Spotlight: South Africa's New Racial Tensions

Alexander Joe / AFP / Getty

South Africans chant "hero, hero" outside the court in the northwestern town of Ventersdorp on April 6, 2010 as police escort one of the two men charged with the April 4 killing of white supremacist Afrikaner Resistance Movement leader Eugene Terre'Blanche.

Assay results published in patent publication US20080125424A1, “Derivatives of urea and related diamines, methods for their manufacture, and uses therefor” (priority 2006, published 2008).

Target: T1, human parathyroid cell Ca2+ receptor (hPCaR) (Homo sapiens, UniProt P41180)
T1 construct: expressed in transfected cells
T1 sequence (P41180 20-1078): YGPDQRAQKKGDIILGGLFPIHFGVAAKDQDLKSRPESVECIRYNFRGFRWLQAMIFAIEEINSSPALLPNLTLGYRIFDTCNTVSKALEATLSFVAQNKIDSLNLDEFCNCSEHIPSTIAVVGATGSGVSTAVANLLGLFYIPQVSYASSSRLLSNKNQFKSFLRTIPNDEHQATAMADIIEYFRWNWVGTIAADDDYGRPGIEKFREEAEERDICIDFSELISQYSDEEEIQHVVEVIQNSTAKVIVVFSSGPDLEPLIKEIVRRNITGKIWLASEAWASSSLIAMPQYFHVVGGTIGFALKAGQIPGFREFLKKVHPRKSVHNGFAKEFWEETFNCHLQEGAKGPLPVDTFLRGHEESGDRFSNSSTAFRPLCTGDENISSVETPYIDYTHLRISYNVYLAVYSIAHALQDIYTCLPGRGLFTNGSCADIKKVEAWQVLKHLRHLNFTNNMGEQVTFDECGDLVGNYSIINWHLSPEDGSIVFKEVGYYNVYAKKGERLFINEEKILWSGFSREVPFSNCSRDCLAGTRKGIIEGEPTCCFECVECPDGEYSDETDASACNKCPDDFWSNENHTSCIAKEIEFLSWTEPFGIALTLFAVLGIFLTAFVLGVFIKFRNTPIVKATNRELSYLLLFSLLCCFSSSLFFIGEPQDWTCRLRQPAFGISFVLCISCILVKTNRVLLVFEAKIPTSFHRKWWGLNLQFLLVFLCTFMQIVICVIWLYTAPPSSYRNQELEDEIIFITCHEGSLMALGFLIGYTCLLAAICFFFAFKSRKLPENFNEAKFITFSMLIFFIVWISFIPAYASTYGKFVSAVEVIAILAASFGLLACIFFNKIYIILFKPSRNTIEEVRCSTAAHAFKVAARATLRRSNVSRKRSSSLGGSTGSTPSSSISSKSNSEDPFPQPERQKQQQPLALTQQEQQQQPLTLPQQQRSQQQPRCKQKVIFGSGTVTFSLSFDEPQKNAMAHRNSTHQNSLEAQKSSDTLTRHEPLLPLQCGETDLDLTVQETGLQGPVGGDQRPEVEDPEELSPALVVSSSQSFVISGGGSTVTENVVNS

A man whose existence was defined by racism and violence, Eugene Terre'Blanche died as he lived. In 1973, in apartheid South Africa, Terre'Blanche founded the militant white-supremacist Afrikaner Weerstandsbeweging (Afrikaner Resistance Movement). In 1993, his supporters stormed the venue where talks were taking place between the white South African government and Nelson Mandela's African National Congress (ANC) to end white rule. This year, on April 3, the 69-year-old was bludgeoned to death on his farm outside Ventersdorp in the far north of South Africa by, according to press reports, two black workers. Police charged a 28-year-old man and 15-year-old boy with...

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